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Reviewed by:
  • Contes: Charles Perrault ed. by Tony Gheeraert
  • Charlotte Trinquet du Lys (bio)
Contes: Charles Perrault. Edited by Tony Gheeraert. Paris: Honoré Champion, 2012. 466pp.

This new French edition of Perrault’s fairy tales has the immense merit of being a comprehensive collection of Perrault’s writings in the genre, including his versified tales, prose tales (found in the 1695 manuscript, the Mercure galant, and the 1697 edition), and prefaces, dedications, contemporary letters, and contemporary articles on the subject. The book is divided into four main parts, followed by outlines and notices of each tale, a bibliography, an index of the main mentioned names, and a table of illustrations. The first section is a long introduction. Next is Perrault’s versified tales and their prefaces. They are followed by the published tales of the 1697 Histoires ou contes du temps passé, including the dedication, illustrations, and an extract of the king’s privilege. The appendix constitutes the longest part of the book, in which the editor reproduces letters, the integral text of Perrault’s 1695 manuscript, the Mercure galant’s version of “La Belle au bois dormant,” some excerpts of Mercure galant’s articles on Perrault’s fairy tales, a prose version of “Peau d’Ane,” and a chapbook version of “Grisélidis.” The editor has chosen to reproduce the tales with modernized spelling and to signal the numerous typographic and orthographic mistakes and negligence of contemporary editions in the footnotes.

Tony Gheeraert first reproduces Perrault’s three versified tales, “ Grisélidis,” “Peau d’Ane,” and “Les souhaits ridicules,” from the fourth edition (1695). Because the tales are not introduced, the reader needs to refer either to the introduction or to the bibliography to learn which edition was the fourth, in order to put it into the context of the reprints. All variants from previous editions are indicated in the footnotes. The prefaces and dedications originally published with the tales are also reproduced. The extensive footnotes, indicating variants, regularly refer to Antoine Furetière’s dictionary (1690) to explain the vocabulary in its context and give a significant amount of information on historical and textual sources. [End Page 113]

Gheeraert reproduces the entire 1697 second edition of Histoires ou contes du temps passé, avec des moralités, with the frontispiece and dedication to Mademoiselle signed by P. Darmancour. In the Histoires Perrault published his five fairy tales from the 1695 manuscript, and added “Cendrillon,” “Le petit Poucet,” and “Riquet à la Houppe.” The reader must refer again to the introduction to know the addition of these three tales. Each tale is introduced by its vignette as it was in the original edition. The notes include variants from the first edition, historical facts relevant to the understanding of the story, vocabulary explanations, and potential sources.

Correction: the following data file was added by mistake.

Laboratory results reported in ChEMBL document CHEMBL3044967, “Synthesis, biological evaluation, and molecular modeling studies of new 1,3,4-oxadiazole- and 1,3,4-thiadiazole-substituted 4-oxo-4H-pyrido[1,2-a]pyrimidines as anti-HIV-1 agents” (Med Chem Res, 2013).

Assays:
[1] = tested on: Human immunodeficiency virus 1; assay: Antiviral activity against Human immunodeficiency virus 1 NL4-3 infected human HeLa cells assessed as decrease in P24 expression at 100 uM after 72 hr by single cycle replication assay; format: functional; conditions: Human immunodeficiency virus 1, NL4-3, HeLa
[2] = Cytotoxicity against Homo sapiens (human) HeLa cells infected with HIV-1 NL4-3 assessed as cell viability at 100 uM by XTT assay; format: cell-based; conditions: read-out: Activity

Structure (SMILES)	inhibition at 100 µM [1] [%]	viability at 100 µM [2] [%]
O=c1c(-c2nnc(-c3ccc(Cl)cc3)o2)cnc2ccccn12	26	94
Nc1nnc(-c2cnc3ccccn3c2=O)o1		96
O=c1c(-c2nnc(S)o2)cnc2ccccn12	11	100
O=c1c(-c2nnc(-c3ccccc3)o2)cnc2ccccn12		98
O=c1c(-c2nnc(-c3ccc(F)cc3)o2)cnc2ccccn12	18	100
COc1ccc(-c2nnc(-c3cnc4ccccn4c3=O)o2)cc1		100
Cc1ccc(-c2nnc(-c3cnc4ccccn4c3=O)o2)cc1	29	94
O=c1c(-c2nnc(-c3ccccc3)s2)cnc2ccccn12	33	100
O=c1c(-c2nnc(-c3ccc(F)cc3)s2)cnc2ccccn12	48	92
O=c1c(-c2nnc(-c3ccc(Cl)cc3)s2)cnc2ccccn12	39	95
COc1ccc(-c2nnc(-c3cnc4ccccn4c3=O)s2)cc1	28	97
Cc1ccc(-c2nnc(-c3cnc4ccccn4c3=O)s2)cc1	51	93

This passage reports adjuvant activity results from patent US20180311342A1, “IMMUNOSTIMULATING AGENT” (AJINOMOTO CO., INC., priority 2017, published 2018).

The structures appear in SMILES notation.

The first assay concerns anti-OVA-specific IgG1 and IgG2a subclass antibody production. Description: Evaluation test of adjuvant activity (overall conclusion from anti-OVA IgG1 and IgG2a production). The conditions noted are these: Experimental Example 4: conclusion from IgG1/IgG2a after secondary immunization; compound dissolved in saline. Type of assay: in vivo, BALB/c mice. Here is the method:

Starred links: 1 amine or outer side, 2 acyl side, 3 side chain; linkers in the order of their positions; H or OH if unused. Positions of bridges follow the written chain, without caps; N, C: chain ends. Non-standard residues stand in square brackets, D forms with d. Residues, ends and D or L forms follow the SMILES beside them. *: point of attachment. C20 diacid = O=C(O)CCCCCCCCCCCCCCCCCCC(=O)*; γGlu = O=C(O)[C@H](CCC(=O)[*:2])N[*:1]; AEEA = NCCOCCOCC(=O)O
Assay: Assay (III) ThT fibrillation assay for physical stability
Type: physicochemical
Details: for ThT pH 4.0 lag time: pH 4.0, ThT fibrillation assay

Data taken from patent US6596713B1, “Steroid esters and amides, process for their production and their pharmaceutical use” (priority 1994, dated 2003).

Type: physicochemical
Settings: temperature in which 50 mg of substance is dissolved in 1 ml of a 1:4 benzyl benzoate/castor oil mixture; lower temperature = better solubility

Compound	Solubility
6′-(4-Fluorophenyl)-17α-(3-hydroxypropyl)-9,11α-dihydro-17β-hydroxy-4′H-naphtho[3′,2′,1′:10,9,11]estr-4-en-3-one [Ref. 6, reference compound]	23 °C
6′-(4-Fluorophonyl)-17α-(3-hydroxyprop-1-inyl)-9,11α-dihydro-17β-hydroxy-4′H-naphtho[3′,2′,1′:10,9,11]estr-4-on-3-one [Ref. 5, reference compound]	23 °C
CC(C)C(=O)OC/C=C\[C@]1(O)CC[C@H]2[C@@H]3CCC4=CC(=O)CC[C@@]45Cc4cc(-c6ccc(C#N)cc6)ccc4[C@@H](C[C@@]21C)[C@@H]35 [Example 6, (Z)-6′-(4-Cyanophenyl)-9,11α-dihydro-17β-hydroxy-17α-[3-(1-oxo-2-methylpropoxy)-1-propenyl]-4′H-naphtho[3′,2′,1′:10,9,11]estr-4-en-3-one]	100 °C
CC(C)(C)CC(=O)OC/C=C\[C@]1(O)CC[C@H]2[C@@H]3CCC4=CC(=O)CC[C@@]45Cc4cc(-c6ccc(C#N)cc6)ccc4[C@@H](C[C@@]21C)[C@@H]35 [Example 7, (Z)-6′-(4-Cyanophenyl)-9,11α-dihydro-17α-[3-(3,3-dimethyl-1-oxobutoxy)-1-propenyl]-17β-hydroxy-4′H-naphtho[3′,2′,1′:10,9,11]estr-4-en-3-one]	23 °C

The longest part of the Contes: Charles Perrault—and the most interesting for scholars—is the Appendix, in which the editor publishes texts that are more difficult to find or seldom reproduced. Gheeraert introduces briefly the anonymous letters on “Grisélidis” and “Peau d’Ane” published in March 1694 with their avertissement. These letters are of noteworthy interest to scholars because they describe the atmosphere of tale creation in the beginning of fairy-tale publication and demonstrate a criticism of Perrault’s writing that contradicts the more famous Villiers’s Entretiens sur les contes de fées published in 1699, toward the end of the first vogue. The 1695 manuscript owned by the Morgan Library and Museum (previously the Pierpont Morgan Library, and not the Morgan Pierpont as Gheeraert says) is reproduced with a quick introduction and a few notes. The punctuation and spelling are modernized, and a code is introduced to understand the changes made to the tales between the manuscript and the 1697 edition. The same is true for the reproduction of the version of “La Belle au bois dormant” from the Mercure galant (February 1696). Gheeraert continues with the reproduction of two excerpts from the Mercure galant that specifically concern Perrault’s fairy tales. These examples of contemporary texts are valuable to have in such an edition, as they give an immediate context to the writing of the genre. The first is an...


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pp. 113-115
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